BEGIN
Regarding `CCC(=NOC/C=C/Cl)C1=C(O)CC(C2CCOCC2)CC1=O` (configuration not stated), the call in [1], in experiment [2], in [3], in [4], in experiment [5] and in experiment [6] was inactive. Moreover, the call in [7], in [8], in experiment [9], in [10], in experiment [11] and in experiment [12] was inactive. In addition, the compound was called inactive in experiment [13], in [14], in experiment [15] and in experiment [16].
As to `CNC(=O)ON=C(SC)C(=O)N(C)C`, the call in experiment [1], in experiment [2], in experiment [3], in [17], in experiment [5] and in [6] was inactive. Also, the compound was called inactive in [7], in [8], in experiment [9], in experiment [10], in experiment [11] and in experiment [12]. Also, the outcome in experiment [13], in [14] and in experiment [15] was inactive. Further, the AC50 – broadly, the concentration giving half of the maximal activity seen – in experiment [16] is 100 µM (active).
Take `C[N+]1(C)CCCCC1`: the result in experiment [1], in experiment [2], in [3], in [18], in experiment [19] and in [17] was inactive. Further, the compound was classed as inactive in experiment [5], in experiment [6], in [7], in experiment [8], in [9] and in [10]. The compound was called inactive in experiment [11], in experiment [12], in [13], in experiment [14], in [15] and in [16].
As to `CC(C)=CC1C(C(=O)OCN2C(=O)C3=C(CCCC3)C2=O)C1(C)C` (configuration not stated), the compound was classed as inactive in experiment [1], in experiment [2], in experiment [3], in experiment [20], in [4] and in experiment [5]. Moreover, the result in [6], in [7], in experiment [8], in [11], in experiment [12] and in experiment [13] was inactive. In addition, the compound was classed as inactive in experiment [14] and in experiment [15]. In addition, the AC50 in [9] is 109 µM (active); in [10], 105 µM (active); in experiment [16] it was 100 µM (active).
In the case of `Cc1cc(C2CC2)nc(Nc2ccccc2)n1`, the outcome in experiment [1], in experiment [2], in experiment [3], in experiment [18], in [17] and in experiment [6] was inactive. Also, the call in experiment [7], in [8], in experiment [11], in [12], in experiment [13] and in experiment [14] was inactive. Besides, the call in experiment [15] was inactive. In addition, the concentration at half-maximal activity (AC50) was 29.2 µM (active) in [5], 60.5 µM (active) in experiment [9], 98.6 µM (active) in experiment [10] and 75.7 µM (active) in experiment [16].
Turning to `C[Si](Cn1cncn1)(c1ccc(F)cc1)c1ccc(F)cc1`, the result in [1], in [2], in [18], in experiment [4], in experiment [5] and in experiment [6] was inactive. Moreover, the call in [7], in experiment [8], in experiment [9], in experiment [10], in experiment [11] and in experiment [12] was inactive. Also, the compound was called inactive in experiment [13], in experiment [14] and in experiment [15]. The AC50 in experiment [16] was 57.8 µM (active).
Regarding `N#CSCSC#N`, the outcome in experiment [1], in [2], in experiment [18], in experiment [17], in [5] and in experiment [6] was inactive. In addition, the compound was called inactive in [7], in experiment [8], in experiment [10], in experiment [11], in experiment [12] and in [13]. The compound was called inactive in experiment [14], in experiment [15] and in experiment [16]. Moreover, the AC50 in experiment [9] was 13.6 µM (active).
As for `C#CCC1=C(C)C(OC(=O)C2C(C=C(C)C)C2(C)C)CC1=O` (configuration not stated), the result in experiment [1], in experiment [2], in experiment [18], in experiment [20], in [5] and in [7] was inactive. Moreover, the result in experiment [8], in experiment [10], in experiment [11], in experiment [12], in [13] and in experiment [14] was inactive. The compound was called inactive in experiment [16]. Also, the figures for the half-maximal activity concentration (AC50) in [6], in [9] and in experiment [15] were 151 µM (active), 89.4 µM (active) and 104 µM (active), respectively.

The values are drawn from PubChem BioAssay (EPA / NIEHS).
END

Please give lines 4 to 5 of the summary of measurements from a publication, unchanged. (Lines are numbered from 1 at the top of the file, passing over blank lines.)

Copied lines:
As to `CC(C)=CC1C(C(=O)OCN2C(=O)C3=C(CCCC3)C2=O)C1(C)C` (configuration not stated), the compound was classed as inactive in experiment [1], in experiment [2], in experiment [3], in experiment [20], in [4] and in experiment [5]. Moreover, the result in [6], in [7], in experiment [8], in [11], in experiment [12] and in experiment [13] was inactive. In addition, the compound was classed as inactive in experiment [14] and in experiment [15]. In addition, the AC50 in [9] is 109 µM (active); in [10], 105 µM (active); in experiment [16] it was 100 µM (active).
In the case of `Cc1cc(C2CC2)nc(Nc2ccccc2)n1`, the outcome in experiment [1], in experiment [2], in experiment [3], in experiment [18], in [17] and in experiment [6] was inactive. Also, the call in experiment [7], in [8], in experiment [11], in [12], in experiment [13] and in experiment [14] was inactive. Besides, the call in experiment [15] was inactive. In addition, the concentration at half-maximal activity (AC50) was 29.2 µM (active) in [5], 60.5 µM (active) in experiment [9], 98.6 µM (active) in experiment [10] and 75.7 µM (active) in experiment [16].